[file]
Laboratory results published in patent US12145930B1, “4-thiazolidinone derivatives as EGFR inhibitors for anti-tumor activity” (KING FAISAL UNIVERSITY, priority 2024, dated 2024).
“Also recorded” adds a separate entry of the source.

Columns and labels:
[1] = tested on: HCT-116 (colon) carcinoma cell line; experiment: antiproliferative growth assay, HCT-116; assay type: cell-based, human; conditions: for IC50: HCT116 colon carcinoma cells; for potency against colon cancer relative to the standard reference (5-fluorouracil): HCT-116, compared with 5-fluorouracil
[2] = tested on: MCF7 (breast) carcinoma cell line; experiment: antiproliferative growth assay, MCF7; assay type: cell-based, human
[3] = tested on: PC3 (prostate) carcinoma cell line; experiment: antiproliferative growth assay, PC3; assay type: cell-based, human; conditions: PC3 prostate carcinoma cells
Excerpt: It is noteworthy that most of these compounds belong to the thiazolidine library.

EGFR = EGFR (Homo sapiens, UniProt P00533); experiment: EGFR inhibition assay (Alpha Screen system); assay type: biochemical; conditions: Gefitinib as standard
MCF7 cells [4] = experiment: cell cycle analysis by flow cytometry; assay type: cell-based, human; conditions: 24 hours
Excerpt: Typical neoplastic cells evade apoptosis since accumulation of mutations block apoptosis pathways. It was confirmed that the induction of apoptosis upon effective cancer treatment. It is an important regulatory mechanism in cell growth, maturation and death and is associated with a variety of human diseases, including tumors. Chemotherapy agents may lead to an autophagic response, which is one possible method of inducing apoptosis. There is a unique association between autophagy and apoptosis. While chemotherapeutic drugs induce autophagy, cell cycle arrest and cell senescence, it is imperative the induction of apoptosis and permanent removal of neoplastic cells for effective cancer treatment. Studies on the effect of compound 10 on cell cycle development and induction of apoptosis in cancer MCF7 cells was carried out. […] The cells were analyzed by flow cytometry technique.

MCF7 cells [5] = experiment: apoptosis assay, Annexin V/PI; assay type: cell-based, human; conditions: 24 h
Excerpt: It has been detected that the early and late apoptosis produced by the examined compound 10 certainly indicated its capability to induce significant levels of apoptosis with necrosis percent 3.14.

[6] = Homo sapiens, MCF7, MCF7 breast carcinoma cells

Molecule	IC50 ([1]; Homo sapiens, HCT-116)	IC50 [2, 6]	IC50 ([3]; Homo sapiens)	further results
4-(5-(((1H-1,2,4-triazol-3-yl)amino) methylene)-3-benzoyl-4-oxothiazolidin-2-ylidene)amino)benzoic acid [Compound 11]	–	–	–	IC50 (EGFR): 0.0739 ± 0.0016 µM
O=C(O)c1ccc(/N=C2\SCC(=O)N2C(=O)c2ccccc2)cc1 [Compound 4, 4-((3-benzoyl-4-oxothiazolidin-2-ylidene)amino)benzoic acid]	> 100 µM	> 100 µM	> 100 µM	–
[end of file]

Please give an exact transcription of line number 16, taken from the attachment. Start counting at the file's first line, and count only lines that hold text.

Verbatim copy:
O=C(O)c1ccc(/N=C2\SCC(=O)N2C(=O)c2ccccc2)cc1 [Compound 4, 4-((3-benzoyl-4-oxothiazolidin-2-ylidene)amino)benzoic acid]	> 100 µM	> 100 µM	> 100 µM	–